While living on the island for several years, we came to know many awesome things to do in Rarotonga. And in the same way, we figured out how to do activities differently, to have a much better experience, or just to avoid crowds :-).
There are many fantastic things to do Rarotonga, such as reef hiking, spearfishing, snorkeling the passages, chill on lonely beaches, semi-surround the island by kayak, explore less-known areas, get a traditional Polynesian tattoo, and watch the sunset at unique places or restaurants.
Here are our insider tips for your memorable stay on the island.
Let us also guide you around the island in our video about Rarotonga.
1. Hiking on the Reef
By far, one of the most captivating experiences you can have on Rarotonga.
Wait for low tide, put on a pair of sturdy shoes, take a bottle of water and sun protection with you, and off you go.
The best corner for a reef walk is at the Avaavaroa passage in the south of Rarotonga. Take the path on the western edge of the passage to get to the reef, which is a 20 minutes walk. The reef there feels like a highway, and you can hike for kilometers/ miles through fascinating nature, all the way to the Papua Passage.
You’ll be surprised about the plenty of marine life on and along the reef rocks and coral banks. But even better, you have a unique view of stunning Rarotonga from a different perspective.
PS: It’s a perfect spot for sunset, too. Just make sure you get back to the mainland before the tide is coming in and before it’s getting dark.
PPS: The edge of the reef is also an excellent spot for fishing. You meet many locals there.
PPPS: If you’d like to do a guided tour with great marine life insights, book Kura and her Ariimoana Walkabout experience.
2. Spearfishing With the Locals
Spearfishing is one of the fantastic traditional things to do in Rarotonga. Give it a try – that’s all we can say.
If you haven’t done it before, it’s a bit of a challenge. You have to dive down, balance your body, control the weapon, and aim for the fish. We ourselves have hit the rocks so often. But it is a lot of fun. And so rewarding if you finally catch a prey.
Spearfishing is the number one fishing method for the Cook Islanders to put food on their tables. Very common on the entire Cook Islands, for all ages, and with all types of weapons. They use everything from homemade traditional wood products to modern, lightweight, and high-precision guns. And so can you.
So, wherever you are, there are always locals going out for spearfishing. Ask them if you can join, learn how to harpoon fish, and prepare it to be eaten raw. Yum!
If you are looking for locals that offer spearfishing tours, you will find them at Avatiu Marina in Avarua town.
3. Snorkeling in the Avaavaroa and Arorangi Passage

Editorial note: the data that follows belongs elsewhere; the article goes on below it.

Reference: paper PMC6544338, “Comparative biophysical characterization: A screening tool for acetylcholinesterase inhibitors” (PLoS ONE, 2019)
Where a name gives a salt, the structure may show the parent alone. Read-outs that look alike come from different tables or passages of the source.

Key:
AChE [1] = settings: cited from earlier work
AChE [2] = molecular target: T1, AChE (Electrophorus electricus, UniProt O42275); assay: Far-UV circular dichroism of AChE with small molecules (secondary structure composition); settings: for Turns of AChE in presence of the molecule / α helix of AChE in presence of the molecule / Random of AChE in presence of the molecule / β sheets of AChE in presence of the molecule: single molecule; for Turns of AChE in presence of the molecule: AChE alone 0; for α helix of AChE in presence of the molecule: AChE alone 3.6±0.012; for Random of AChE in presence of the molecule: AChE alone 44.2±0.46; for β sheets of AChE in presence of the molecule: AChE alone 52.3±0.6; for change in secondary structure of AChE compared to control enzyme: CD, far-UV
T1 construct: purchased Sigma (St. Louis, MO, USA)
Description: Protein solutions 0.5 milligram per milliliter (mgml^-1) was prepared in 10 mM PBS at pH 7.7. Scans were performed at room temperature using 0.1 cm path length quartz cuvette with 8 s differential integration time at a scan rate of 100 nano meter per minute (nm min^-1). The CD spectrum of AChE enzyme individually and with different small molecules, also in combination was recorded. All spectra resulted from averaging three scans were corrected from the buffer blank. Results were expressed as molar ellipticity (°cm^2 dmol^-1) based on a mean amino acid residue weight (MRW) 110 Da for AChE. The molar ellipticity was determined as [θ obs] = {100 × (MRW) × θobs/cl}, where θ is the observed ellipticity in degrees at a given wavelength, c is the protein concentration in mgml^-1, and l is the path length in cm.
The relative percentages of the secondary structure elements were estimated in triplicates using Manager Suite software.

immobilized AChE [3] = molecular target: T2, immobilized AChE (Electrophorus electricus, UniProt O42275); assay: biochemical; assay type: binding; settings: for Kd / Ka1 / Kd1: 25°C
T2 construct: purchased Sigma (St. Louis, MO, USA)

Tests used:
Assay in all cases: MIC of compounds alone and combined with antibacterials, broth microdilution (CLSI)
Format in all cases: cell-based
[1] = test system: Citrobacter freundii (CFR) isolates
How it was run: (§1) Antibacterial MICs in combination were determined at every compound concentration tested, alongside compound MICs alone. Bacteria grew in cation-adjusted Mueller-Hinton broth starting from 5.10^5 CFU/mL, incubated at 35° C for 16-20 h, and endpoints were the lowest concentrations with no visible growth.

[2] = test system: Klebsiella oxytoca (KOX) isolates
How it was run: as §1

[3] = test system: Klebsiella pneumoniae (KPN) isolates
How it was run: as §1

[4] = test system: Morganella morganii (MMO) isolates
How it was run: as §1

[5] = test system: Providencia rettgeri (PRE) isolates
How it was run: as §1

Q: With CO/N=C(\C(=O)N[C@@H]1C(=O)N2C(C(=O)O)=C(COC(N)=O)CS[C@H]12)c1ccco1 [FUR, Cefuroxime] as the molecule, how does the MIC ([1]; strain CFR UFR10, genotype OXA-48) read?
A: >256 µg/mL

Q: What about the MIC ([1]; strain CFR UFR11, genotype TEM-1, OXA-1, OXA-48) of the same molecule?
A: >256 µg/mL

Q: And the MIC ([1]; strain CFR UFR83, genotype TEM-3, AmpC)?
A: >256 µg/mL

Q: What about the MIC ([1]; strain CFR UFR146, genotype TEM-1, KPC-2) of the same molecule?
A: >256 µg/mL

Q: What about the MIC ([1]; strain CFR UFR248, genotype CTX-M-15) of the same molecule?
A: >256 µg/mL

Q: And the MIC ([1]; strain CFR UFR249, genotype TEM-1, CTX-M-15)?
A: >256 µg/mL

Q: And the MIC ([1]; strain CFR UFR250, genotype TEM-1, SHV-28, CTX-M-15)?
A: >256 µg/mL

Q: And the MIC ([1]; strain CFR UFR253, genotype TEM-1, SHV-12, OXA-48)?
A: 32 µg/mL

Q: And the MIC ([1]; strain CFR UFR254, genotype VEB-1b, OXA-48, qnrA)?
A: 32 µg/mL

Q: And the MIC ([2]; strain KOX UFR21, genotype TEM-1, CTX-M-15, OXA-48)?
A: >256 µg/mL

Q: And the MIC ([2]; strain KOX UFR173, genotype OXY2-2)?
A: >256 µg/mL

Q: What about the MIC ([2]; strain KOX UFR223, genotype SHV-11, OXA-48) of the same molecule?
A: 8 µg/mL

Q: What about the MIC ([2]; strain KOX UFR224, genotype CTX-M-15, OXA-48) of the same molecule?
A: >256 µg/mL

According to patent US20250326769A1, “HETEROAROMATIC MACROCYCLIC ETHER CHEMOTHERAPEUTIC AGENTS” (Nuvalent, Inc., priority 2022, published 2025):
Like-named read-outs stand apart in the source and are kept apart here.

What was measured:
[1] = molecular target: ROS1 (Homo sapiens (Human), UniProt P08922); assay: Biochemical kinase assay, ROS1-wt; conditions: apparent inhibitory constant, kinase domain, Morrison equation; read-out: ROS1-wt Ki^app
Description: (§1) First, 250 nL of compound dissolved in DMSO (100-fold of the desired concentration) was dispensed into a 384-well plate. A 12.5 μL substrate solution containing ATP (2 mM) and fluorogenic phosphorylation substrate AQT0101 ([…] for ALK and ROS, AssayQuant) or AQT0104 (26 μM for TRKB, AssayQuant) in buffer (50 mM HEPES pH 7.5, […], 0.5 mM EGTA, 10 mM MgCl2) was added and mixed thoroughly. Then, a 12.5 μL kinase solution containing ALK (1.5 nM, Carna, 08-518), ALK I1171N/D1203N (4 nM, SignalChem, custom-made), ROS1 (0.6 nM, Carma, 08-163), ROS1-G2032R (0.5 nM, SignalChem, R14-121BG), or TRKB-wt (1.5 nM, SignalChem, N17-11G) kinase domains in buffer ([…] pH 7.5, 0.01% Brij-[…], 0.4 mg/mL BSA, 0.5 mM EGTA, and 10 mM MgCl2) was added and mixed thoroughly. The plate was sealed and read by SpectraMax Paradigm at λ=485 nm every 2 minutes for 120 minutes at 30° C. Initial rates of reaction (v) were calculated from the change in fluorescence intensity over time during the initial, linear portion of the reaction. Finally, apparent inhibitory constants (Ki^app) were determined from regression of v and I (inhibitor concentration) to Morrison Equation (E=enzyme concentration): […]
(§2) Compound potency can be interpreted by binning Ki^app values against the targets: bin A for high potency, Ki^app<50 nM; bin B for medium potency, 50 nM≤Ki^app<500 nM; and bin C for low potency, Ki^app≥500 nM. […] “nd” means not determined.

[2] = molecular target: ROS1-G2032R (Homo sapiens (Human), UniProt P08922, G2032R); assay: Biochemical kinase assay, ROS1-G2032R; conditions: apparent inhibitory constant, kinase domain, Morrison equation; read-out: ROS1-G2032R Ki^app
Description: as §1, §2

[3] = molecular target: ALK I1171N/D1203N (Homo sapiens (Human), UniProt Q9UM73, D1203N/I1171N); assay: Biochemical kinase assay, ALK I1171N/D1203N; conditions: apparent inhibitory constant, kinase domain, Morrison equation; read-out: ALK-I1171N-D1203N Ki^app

Marine life is raging here. Snorkeling in these two passages is extraordinary, with schools of small and bigger fish, turtles, eagle rays, and reef sharks that might cross your way.
Avaavaroa passage meanders a few hundred meters from the beach to the reef. Swimming is a bit of an exercise, so you should have solid snorkeling gear and sun protection on you. But it’s so rewarding. You see canyon-like landscapes and a favorite place for turtles to hang out and get cleaned. You cannot miss this one, because it’s such a dazzling area.
At the lowest low tide and perfect weather conditions, you can also leave the lagoon and swim around the reef corner. Do this only in a group or pulling a board or tiny rubber boat with you to be safe in case of currents. Out there, big fish swim by, and you can come across sharks as well.
At the Arorangi passage, the entire area around the jetty is one large mesmerizing aquarium. The closer you get to the reef, the more teeming marine life gets, including schools of the beautiful Napoleon fish and large, colorful parrotfish.
A tip for a safety device, if you want to feel more secure while snorkeling in the passage: Take a long rope with you and attach it to the ladder of the jetty.
4. South-West Rarotonga’s Lonely Dream Beaches
Rarotonga is a South Seas paradise. And this is why most visitors want to hang out on dream beaches overlooking the turquoise-blue lagoon.
Which side of Rarotonga has the best beaches?
The south and west coast of Rarotonga have the most beautiful beaches, with many secluded and less-visited beach areas. Like Sunhaven and Murivai beach in the west. Or in the south, the beaches east of the Rarotongan Resort, next to the Avaavaroa passage, at Aramoana OTB, and at Turoa and Titikaveka.
South Rarotonga has a beautiful long white sand beach with tiny bays, with a stunning part of the lagoon in front of it. It actually stretches from the Avaavaroa passage up to the Vaima Restaurant. And with just small guesthouses and a couple of people around.
Also, leave the crowds of Fruits of Rarotonga beach behind you. It’s a great snorkel spot and attracts lots of visitors. But just a few meters west of it, a stunning beach strip begins. From the little cemetery area on the main road, take the path down to the beach and head west towards Titikaveka beach. Stroll past Charlie’s Café and the Little Polynesian and find your favorite spot.
Two more awesome places are Turoa beach in the south. It’s also a favorite take-off place for kite-surfers. And the beach east of the Rarotongan is lovely. While the west side, Aroa Beach, is a bit overcrowded, there is hardly anyone on the hotel’s east side. It is a long sandy beach with superb swimming areas.